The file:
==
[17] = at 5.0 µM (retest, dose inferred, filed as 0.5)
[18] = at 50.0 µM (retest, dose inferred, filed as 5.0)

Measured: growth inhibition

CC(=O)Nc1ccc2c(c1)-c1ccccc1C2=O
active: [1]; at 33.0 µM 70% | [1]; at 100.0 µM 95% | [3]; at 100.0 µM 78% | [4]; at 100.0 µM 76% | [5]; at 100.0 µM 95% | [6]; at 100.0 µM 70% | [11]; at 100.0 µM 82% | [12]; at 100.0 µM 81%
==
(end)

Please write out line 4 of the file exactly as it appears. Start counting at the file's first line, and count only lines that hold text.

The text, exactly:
CC(=O)Nc1ccc2c(c1)-c1ccccc1C2=O